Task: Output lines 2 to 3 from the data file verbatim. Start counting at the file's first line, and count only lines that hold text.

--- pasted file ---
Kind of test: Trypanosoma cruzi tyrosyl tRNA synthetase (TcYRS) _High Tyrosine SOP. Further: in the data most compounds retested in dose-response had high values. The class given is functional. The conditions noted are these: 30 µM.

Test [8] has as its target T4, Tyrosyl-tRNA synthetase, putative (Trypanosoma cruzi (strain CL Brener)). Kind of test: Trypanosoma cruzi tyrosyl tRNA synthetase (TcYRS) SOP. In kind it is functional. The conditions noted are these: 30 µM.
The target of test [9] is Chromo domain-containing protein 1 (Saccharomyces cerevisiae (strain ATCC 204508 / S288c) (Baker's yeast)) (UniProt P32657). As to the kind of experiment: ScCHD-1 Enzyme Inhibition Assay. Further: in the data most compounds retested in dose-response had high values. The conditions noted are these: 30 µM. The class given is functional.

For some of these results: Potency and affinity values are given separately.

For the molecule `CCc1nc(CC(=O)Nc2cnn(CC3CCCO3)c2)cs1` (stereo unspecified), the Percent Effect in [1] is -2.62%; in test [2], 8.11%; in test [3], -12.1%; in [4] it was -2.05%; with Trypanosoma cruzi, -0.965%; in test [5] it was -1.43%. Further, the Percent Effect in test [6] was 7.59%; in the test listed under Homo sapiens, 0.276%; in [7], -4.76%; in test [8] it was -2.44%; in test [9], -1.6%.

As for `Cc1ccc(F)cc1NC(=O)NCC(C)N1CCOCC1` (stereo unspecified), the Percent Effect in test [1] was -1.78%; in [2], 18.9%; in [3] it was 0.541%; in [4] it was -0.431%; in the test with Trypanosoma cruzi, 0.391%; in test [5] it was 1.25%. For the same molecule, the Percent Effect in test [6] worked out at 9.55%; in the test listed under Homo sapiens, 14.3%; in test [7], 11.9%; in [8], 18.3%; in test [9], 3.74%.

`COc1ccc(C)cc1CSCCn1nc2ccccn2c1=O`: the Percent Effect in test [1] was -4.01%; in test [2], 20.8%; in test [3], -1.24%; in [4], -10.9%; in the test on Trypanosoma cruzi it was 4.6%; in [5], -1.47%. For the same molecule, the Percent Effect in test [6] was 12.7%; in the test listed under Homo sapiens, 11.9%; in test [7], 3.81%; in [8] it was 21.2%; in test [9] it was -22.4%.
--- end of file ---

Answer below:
Test [8] has as its target T4, Tyrosyl-tRNA synthetase, putative (Trypanosoma cruzi (strain CL Brener)). Kind of test: Trypanosoma cruzi tyrosyl tRNA synthetase (TcYRS) SOP. In kind it is functional. The conditions noted are these: 30 µM.
The target of test [9] is Chromo domain-containing protein 1 (Saccharomyces cerevisiae (strain ATCC 204508 / S288c) (Baker's yeast)) (UniProt P32657). As to the kind of experiment: ScCHD-1 Enzyme Inhibition Assay. Further: in the data most compounds retested in dose-response had high values. The conditions noted are these: 30 µM. The class given is functional.